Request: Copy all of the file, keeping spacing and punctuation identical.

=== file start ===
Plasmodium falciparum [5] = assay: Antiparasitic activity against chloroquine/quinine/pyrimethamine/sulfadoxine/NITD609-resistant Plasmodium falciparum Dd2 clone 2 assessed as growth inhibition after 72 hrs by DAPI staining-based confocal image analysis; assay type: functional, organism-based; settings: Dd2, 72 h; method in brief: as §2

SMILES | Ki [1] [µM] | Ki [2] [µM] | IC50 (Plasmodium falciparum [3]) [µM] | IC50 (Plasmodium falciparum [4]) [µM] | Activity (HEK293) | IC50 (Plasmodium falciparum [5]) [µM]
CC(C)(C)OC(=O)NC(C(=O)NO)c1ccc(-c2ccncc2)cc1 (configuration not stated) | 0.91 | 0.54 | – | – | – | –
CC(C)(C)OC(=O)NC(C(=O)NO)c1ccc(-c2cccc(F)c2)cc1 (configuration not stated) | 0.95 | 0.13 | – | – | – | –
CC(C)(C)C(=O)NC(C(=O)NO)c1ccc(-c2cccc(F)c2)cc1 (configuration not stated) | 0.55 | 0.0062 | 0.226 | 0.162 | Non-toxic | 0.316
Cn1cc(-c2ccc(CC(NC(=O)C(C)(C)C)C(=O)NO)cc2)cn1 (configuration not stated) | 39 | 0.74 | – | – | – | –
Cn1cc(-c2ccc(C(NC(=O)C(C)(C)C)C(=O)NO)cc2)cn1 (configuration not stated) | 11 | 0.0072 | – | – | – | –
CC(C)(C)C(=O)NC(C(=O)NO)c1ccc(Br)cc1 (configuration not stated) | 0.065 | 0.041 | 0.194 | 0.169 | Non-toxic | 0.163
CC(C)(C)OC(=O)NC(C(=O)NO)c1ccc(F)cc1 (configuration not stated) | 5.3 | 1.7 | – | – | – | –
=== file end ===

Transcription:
Plasmodium falciparum [5] = assay: Antiparasitic activity against chloroquine/quinine/pyrimethamine/sulfadoxine/NITD609-resistant Plasmodium falciparum Dd2 clone 2 assessed as growth inhibition after 72 hrs by DAPI staining-based confocal image analysis; assay type: functional, organism-based; settings: Dd2, 72 h; method in brief: as §2

SMILES | Ki [1] [µM] | Ki [2] [µM] | IC50 (Plasmodium falciparum [3]) [µM] | IC50 (Plasmodium falciparum [4]) [µM] | Activity (HEK293) | IC50 (Plasmodium falciparum [5]) [µM]
CC(C)(C)OC(=O)NC(C(=O)NO)c1ccc(-c2ccncc2)cc1 (configuration not stated) | 0.91 | 0.54 | – | – | – | –
CC(C)(C)OC(=O)NC(C(=O)NO)c1ccc(-c2cccc(F)c2)cc1 (configuration not stated) | 0.95 | 0.13 | – | – | – | –
CC(C)(C)C(=O)NC(C(=O)NO)c1ccc(-c2cccc(F)c2)cc1 (configuration not stated) | 0.55 | 0.0062 | 0.226 | 0.162 | Non-toxic | 0.316
Cn1cc(-c2ccc(CC(NC(=O)C(C)(C)C)C(=O)NO)cc2)cn1 (configuration not stated) | 39 | 0.74 | – | – | – | –
Cn1cc(-c2ccc(C(NC(=O)C(C)(C)C)C(=O)NO)cc2)cn1 (configuration not stated) | 11 | 0.0072 | – | – | – | –
CC(C)(C)C(=O)NC(C(=O)NO)c1ccc(Br)cc1 (configuration not stated) | 0.065 | 0.041 | 0.194 | 0.169 | Non-toxic | 0.163
CC(C)(C)OC(=O)NC(C(=O)NO)c1ccc(F)cc1 (configuration not stated) | 5.3 | 1.7 | – | – | – | –